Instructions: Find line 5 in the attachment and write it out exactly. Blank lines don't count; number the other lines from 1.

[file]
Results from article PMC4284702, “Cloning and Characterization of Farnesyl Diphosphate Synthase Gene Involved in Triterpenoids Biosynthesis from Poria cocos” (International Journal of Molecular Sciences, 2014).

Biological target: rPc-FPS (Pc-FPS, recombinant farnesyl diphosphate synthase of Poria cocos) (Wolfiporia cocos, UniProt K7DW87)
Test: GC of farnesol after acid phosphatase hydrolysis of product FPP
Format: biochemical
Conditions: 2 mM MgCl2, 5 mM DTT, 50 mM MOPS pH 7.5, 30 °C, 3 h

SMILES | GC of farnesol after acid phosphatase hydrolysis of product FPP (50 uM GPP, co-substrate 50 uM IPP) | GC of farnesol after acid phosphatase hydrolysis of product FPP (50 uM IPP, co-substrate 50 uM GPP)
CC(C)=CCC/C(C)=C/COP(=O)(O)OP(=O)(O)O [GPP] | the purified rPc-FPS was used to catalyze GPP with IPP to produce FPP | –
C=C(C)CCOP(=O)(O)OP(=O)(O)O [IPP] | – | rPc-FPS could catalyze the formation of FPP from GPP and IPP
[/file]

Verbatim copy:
Conditions: 2 mM MgCl2, 5 mM DTT, 50 mM MOPS pH 7.5, 30 °C, 3 h